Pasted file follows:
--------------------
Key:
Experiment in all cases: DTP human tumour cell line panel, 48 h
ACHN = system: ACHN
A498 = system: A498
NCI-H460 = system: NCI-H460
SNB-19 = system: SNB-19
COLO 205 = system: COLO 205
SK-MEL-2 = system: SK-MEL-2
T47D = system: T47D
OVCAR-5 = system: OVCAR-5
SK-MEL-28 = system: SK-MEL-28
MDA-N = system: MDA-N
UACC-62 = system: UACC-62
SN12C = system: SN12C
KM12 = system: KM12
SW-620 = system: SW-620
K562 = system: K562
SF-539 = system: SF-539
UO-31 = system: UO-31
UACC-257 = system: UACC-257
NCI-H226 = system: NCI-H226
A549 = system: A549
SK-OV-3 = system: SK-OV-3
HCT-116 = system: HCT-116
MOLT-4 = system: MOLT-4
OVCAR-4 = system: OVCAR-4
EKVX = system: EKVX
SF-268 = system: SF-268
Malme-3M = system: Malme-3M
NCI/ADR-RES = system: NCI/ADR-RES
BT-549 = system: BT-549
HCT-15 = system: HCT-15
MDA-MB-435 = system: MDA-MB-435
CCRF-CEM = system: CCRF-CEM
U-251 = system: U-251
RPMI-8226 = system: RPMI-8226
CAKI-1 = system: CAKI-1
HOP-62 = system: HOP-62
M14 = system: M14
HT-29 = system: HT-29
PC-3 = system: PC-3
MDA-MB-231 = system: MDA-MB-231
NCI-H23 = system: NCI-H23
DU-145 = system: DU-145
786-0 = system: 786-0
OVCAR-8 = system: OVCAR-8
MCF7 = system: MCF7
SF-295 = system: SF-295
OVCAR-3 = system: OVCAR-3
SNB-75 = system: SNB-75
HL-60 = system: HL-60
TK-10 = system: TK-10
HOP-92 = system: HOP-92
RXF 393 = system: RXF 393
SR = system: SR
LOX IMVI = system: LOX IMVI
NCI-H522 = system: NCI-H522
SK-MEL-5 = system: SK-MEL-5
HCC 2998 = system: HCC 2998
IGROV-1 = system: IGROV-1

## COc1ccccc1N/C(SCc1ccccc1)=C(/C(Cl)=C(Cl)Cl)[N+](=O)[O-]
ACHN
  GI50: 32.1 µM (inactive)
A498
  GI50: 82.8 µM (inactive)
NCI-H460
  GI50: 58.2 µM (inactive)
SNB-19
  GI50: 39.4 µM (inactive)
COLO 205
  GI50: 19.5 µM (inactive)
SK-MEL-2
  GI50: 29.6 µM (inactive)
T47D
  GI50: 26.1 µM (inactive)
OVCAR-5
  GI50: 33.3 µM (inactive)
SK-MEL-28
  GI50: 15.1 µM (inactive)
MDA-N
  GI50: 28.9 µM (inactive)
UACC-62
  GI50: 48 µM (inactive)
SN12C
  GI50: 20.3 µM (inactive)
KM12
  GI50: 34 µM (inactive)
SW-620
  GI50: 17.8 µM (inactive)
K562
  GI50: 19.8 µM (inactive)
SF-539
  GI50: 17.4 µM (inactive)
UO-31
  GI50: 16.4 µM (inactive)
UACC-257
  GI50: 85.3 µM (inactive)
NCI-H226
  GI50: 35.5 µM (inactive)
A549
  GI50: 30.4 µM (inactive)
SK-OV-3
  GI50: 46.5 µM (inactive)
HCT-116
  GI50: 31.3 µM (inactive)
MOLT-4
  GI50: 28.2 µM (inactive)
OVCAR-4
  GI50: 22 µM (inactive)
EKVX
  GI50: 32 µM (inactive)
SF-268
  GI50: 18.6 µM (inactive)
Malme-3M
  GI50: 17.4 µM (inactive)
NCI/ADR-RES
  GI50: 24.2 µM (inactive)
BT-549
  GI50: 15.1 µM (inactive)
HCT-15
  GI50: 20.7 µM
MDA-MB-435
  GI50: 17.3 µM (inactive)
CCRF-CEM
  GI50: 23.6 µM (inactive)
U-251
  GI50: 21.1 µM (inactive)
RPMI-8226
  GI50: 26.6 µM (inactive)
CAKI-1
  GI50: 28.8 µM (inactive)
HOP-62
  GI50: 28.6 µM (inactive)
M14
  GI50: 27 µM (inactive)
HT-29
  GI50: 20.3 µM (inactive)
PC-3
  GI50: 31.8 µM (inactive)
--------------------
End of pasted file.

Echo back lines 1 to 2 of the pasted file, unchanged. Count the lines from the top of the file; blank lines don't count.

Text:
Key:
Experiment in all cases: DTP human tumour cell line panel, 48 h